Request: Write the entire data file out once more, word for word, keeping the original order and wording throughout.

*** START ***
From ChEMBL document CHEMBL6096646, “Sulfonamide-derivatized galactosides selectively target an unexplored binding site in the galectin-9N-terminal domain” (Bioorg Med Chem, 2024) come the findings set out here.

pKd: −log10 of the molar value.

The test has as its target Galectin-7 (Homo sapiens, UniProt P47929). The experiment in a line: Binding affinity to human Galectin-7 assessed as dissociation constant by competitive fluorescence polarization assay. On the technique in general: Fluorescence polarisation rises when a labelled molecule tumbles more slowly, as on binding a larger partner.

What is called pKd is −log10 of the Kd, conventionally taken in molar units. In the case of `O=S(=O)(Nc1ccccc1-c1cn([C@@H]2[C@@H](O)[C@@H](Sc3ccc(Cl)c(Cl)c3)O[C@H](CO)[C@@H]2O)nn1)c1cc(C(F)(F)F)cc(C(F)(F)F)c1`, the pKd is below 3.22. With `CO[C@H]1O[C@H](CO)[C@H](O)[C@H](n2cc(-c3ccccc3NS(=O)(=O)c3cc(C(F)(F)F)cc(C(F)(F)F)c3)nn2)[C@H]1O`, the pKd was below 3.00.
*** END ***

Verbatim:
From ChEMBL document CHEMBL6096646, “Sulfonamide-derivatized galactosides selectively target an unexplored binding site in the galectin-9N-terminal domain” (Bioorg Med Chem, 2024) come the findings set out here.

pKd: −log10 of the molar value.

The test has as its target Galectin-7 (Homo sapiens, UniProt P47929). The experiment in a line: Binding affinity to human Galectin-7 assessed as dissociation constant by competitive fluorescence polarization assay. On the technique in general: Fluorescence polarisation rises when a labelled molecule tumbles more slowly, as on binding a larger partner.

What is called pKd is −log10 of the Kd, conventionally taken in molar units. In the case of `O=S(=O)(Nc1ccccc1-c1cn([C@@H]2[C@@H](O)[C@@H](Sc3ccc(Cl)c(Cl)c3)O[C@H](CO)[C@@H]2O)nn1)c1cc(C(F)(F)F)cc(C(F)(F)F)c1`, the pKd is below 3.22. With `CO[C@H]1O[C@H](CO)[C@H](O)[C@H](n2cc(-c3ccccc3NS(=O)(=O)c3cc(C(F)(F)F)cc(C(F)(F)F)c3)nn2)[C@H]1O`, the pKd was below 3.00.